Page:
The Muslim Bagh ophiolitic complex Balochistan, Pakistan is comprised of an upper and lower nappe and represents one of a number of ophiolites in this region which mark the boundary between the Indian and Eurasian plates. These ophiolites were obducted onto the Indian continental margin around the Late Cretaceous, prior to the main collision between the Indian and Eurasian plates. The upper nappe contains mantle sequence rocks with numerous isolated gabbro plutons which we show are fed by dolerite dykes. Each pluton has a transitional dunite-rich zone at its base, and new geochemical data suggest a similar mantle source region for both the plutons and dykes. In contrast, the lower nappe consists of pillow basalts, deep-marine sediments and a mélange of ophiolitic rocks. The rocks of the upper nappe have a geochemical signature consistent with formation in an island arc environment whereas the basalts of the lower nappe contain no subduction component and are most likely to have formed at a mid-ocean ridge. The basalts and sediments of the lower nappe have been intruded by oceanic alkaline igneous rocks during the northward drift of the Indian plate. The two nappes of the Muslim Bagh ophiolitic complex are thus distinctively different in terms of their age, lithology and tectonic setting. The recognition of composite ophiolites such as this has an important bearing on the identification and interpretation of ophiolites where the plate tectonic setting is less well resolved.

  18. 2.6 Ga Gabbro-tonalite-trondhjemite Complex and 2.5 Ga Potassic Granite in Quruqtagh. Geochronology, Geochemistry and Their Implications on the Early Precambrian Tectonic Evolution of the Tarim Block, NW China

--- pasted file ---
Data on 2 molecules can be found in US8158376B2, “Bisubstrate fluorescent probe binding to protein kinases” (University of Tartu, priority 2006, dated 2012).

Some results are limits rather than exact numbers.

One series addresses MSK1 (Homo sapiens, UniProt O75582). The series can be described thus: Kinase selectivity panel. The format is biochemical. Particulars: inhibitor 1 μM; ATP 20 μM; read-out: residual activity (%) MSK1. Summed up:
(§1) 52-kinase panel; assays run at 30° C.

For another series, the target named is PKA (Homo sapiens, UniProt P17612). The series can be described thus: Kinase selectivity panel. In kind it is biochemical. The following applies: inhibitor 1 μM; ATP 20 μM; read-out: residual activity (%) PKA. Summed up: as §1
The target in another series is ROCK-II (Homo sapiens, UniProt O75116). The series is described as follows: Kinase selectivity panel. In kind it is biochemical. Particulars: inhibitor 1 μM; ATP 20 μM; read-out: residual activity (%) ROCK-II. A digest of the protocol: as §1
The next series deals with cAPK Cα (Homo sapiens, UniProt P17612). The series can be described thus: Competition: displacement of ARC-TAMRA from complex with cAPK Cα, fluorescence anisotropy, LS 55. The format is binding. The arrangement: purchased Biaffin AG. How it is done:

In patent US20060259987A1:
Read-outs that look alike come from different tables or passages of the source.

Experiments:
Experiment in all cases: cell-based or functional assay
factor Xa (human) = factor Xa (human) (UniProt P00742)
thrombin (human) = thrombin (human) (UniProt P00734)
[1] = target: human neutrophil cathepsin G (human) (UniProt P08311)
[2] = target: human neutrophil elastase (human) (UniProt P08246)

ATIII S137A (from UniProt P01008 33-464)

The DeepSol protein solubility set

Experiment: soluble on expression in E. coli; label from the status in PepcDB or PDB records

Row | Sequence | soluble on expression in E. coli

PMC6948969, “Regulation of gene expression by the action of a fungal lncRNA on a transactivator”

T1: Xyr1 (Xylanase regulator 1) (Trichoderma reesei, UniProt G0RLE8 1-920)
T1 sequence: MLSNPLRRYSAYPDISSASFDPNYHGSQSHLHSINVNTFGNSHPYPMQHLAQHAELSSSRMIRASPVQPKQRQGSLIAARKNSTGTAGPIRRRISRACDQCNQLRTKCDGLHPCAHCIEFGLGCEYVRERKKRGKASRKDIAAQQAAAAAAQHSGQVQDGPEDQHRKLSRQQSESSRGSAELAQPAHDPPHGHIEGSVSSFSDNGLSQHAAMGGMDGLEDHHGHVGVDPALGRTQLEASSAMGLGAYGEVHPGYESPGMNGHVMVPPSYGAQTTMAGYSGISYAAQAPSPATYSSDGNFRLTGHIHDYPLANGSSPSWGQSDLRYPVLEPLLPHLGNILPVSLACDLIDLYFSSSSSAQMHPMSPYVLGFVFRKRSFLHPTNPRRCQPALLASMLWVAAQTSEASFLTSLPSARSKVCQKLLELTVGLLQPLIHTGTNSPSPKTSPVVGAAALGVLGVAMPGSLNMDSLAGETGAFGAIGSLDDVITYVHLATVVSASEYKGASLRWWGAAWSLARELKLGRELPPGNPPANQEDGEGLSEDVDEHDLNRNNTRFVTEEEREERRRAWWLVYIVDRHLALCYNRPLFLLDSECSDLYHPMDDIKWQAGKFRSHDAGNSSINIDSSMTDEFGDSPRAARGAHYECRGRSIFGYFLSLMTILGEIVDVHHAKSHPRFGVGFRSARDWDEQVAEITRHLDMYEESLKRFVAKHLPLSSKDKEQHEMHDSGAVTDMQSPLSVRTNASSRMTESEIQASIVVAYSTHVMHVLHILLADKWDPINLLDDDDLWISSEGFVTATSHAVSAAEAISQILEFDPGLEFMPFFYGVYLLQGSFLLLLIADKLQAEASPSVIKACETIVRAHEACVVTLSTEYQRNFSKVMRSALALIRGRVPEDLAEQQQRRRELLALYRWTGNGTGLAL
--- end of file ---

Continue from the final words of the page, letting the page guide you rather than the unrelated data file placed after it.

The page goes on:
Institute of Scientific and Technical Information of China (English)

    ZHANG Chuan-lin; LI Xian-hua; LI Zheng-xiang; YE Hai-min


    @@ Field observation, ages and geochemistry of the Neoarchaean intrusive complex in Quruqtagh in northern mar-gin of the Tarim Block, NW China, are reported to decipher the Neoarchaean tectonic evolution of the Tarim Block.

  19. Tectonic-stratigraphic evolution of Cumuruxatiba Basin - Brazil; Evolucao tectono-estratigrafica da Bacia de Cumuruxatiba

    Energy Technology Data Exchange (ETDEWEB)

    Lobato, Gustavo; Fernandes, Flavio L.; Silva, Eric Zagotto; Ferreira Neto, Walter Dias [Universidade Federal do Rio de Janeiro (UFRJ), RJ (Brazil). Coordenacao dos Programas de Pos-graduacao de Engenharia (COPPE). Lab. de Modelagem Multidisciplinar de Bacias Sedimentares; Ribeiro, Juliana [Agencia Nacional do Petroleo, Gas Natural e Biocombustiveis (ANP), Brasilia, DF (Brazil)


    In recent years, the exploratory interest on Cumuruxatiba Basin has been inconstant, with modest discoveries of oil. Aiming to deepen the geological knowledge of the basin and in order to attract the interest of oil companies, the ANP (National Agency of Petroleum, Natural Gas and Biofuels) signed contract with COPPE/UFRJ for carrying out an analysis basin project. The project was developed by the Basin Analysis Multidisciplinary Modeling Laboratory (Lab2M/UFRJ) in the period 2006/2007, and was with the main objective outline the main structural and seismo-stratigraphic features of the basin, and in an integrated and multidisciplinary way, build a model of its sedimentation and tectono-stratigraphic evolution. This paper presents the results of the regional seismic mapping, aided by well and potential methods data. The stratigraphic succession the basin has been divided into genetic units (UN-B, UN-C e UN-D) corresponding to second order depositional sequences, they are: UN-B, corresponding by a rift and sag-rift siliciclastic deposits, plus the Aptian evaporitic deposits; UN-C, characterized by carbonatic deposits, and shelf related sediments; and UN-D, corresponding by a final transgressive (siliciclastic) - regressive (mix) cycle, between Cenomanian and actual days. (author)

  20. Alpine dams

    Directory of Open Access Journals (Sweden)

    Alain Marnezy